临江仙.庭院深深深几许How deeply shrouded her courtyard had been
How deeply shrouded her courtyard had been
- to the Tune of Linjiangxian
written by Li Qingzhao （ 1084-1155？）
translated by Gordon Osing & Julia Min
How deeply shrouded her courtyard had been,
the windows clouded with mist, chambers shut.
But see! The tips of willows, plum buds,
and a full Spring returned to the Moling trees,
as if for an aging stranger locked in J.K. City.
Who sings so softly of the moon and the wind,
of getting old too, and cut-off from honors, …
and no one pitying her, pallid and withering,
too glum for the festival lanterns of Spring,
unable to go out in the fresh snow fallen.
According to Another Collection of Li Qingzhao, this ci was composed in 1129, after she had joined her husband in Jiankang, now the city of Nanjing. Before the Lantern Festival（元宵节）, the last day of Spring Festival (Chinese New Year), people tried on lanterns to be used the next night. Our poet cannot bring herself to participate; she can't give up thinking about her own and her country's sad retreats before the invading enemy. The sorrow in this, her second Spring in Jiankang, is for her country, not merely on celebrating when the nation is in such dire peril.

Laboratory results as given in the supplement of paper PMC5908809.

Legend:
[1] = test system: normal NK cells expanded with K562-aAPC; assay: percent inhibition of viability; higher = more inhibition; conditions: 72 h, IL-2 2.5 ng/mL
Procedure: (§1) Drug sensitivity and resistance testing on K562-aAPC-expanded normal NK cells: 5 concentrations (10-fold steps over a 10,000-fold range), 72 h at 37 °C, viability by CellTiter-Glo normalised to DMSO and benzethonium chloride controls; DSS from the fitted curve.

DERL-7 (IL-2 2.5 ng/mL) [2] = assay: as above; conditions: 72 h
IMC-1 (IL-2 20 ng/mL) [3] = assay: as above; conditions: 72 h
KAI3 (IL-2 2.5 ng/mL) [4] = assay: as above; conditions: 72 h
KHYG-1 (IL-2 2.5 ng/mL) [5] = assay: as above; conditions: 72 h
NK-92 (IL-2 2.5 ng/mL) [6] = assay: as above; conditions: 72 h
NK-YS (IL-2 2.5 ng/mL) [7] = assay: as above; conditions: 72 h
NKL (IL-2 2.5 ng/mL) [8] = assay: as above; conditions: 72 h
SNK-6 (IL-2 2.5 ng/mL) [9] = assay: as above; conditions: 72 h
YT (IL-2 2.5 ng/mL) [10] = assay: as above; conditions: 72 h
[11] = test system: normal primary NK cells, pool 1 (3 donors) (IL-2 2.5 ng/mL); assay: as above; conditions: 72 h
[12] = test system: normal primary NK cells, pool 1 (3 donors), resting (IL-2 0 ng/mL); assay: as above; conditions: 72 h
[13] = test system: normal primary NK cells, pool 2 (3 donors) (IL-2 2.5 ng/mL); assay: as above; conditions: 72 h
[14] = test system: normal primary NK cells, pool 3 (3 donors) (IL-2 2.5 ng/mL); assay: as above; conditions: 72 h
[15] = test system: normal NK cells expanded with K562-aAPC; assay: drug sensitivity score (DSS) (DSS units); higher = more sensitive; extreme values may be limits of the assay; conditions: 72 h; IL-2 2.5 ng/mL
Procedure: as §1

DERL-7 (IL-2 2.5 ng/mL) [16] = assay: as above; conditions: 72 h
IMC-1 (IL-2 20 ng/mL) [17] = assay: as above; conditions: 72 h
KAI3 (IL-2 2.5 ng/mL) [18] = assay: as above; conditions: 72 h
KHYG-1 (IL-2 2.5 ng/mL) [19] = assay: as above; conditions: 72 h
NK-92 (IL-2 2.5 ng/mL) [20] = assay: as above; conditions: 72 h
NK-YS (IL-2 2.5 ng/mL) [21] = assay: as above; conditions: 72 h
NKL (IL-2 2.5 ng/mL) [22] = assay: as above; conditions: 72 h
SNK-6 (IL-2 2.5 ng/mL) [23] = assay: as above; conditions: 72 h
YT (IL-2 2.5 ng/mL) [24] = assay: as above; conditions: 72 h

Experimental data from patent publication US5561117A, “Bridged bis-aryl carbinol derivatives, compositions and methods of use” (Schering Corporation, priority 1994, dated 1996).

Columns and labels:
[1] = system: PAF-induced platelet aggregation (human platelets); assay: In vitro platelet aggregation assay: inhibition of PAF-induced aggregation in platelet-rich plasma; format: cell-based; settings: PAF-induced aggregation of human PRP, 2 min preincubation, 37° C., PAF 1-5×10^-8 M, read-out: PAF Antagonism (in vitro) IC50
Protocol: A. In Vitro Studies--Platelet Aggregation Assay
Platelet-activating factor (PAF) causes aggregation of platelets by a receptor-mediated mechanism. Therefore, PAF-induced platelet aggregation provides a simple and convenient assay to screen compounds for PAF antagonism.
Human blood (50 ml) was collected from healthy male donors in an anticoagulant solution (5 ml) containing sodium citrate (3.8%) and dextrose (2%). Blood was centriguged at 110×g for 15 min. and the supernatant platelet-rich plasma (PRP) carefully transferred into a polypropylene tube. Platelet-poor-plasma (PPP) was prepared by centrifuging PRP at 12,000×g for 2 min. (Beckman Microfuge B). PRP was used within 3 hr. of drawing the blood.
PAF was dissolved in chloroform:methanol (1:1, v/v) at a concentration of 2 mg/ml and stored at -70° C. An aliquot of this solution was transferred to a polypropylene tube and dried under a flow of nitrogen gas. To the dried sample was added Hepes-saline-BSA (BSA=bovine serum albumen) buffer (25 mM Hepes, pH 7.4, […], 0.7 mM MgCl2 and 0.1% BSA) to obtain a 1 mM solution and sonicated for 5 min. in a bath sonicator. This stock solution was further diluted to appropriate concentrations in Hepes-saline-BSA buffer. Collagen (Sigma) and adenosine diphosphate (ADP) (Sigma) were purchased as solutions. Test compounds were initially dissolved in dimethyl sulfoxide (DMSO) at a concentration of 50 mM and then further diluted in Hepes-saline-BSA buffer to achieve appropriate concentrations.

l. “Moling” and "J.K.": both Moling and Jiankang refer to the same city which is today’s Nanjing. This is her second Spring there with her husband and she is yet to allow herself to feel at home; she can't, for the sake of her country's trouble.
2. "for the festival lanterns of Spring” try the lamps made to celebrate the Lantern Festival on the 15th day of the first lunar month which is usually in February in the western calendar.
Pinyin and Word -For-Word Translation:
lín jiāng xiān .tíng yuàn shēn shēn shēn jǐ xǔ
tíng yuàn shēn shēn shēn jǐ xǔ ？
yún chuāng wù gé cháng jiōng 。
liǔ shāo méi è jiàn fèn míng 。
chūn guī mò líng shù ，
rén lǎo jiàn kāng chéng 。
gǎn yuè yín fēng duō shǎo shì ，
rú jīn lǎo qù wú chéng 。
shuí lián qiáo cuì gèng diāo líng 。
shì dēng wú yì sī ，
tà xuě méi xīn qíng 。